The Egyptian pound is the official currency of Egypt since 1834 and introduced to replace the Egyptian piastre, but both currencies are currently circulating. The official currency symbol is £. The first banknote series was issued by the National Bank of Egypt in 1899, in denominations of 50 piastres, £1, £5, £10, £50 and £100. Between 1916 and 1917, notes of 5, 10 and 25 piastres were introduced. In 1961, The Central Bank of Egypt was defined as the official monetary issuing entity and issued banknotes of 25 and 50 piastres, followed by £1, £5, £10 and £20 in 1976, £100 in 1978, £50 in 1993 and £200 in 2007.
Since 2011, the 25, 50 piastres and £ 1 notes were phased out and replaced by more extensive coins. But in 2016, the National Bank of Egypt reintroduced the £ 1, 25 and 50 piastres notes in response to a shortage of small coins. The Governor of the Central Bank of Egypt announced that the Central Bank of Egypt will issue polymer banknotes in early 2021.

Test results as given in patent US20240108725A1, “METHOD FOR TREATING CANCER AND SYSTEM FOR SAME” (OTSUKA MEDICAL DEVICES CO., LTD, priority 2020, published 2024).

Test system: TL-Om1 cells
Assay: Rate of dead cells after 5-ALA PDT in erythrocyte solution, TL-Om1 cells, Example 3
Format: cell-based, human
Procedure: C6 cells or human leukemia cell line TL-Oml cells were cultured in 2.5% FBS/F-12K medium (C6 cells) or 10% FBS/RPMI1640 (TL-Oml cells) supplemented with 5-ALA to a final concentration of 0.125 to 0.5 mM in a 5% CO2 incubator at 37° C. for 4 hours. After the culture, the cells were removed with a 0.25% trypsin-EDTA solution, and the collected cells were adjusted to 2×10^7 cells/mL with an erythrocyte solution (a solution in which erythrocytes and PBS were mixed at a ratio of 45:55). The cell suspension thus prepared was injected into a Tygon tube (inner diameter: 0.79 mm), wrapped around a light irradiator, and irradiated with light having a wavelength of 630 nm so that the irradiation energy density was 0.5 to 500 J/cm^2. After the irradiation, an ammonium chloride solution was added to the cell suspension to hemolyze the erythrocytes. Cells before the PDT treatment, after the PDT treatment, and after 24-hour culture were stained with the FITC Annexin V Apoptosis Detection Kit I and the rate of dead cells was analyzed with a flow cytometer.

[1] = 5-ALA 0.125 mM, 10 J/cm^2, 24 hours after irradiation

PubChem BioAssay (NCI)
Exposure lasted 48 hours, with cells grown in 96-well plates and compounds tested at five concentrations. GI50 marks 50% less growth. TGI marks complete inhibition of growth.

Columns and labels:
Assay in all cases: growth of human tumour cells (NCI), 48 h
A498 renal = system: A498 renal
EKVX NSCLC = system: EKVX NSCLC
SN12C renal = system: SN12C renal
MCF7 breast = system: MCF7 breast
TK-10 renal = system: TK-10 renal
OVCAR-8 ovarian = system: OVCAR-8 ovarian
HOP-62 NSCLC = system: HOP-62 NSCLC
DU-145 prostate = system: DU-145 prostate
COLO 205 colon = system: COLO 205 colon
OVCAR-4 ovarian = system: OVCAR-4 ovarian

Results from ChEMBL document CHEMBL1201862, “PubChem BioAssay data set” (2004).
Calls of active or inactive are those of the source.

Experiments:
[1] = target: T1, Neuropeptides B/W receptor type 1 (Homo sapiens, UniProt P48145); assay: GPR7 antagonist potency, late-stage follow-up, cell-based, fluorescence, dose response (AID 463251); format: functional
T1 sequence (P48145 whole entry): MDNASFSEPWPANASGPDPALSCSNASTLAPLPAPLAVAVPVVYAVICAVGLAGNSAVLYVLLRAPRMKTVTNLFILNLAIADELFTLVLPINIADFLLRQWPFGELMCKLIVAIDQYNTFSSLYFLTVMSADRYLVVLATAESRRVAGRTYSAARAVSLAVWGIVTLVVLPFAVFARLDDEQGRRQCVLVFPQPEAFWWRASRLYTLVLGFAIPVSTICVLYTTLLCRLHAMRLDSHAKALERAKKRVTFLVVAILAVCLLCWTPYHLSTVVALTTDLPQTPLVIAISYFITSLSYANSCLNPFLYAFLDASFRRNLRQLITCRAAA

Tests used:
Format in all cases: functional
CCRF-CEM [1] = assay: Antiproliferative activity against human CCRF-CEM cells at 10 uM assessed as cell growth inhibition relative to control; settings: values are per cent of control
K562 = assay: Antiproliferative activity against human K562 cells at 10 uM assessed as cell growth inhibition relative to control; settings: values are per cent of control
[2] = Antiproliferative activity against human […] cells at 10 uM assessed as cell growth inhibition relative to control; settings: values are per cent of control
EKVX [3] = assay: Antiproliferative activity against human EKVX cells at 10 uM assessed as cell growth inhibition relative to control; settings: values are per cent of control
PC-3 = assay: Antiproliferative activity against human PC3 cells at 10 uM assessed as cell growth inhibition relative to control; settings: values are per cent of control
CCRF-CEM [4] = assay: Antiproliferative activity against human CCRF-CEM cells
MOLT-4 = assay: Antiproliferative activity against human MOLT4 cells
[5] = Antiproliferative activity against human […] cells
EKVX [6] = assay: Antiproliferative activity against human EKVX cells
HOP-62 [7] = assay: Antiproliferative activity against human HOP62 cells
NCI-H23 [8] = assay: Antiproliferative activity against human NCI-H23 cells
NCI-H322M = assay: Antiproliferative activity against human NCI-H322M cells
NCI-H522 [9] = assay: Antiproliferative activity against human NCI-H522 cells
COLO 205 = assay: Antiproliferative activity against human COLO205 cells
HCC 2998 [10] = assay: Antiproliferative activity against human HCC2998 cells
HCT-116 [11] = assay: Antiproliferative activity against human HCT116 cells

The 50 Egyptian piastres note front design features the Al Azhar Mosque and Minarets, this was the first mosque constructed in Cairo, city known as “The City of a Thousand Minarets”, followed by the denomination in Arabic numerals. The reverse note side present a statue of Ramses II (1279–1213 BC), who was the third pharaoh of the Nineteenth Dynasty of Egypt, the illustration is accompanied by hieroglyphs, an stylized Egyptian lotus flower and the denomination in Western Arabic numerals. This note is part of the 1992 – 2017 series, and its color is green and brown.
Text: Central Bank of Egypt, 50 Piastres, 50.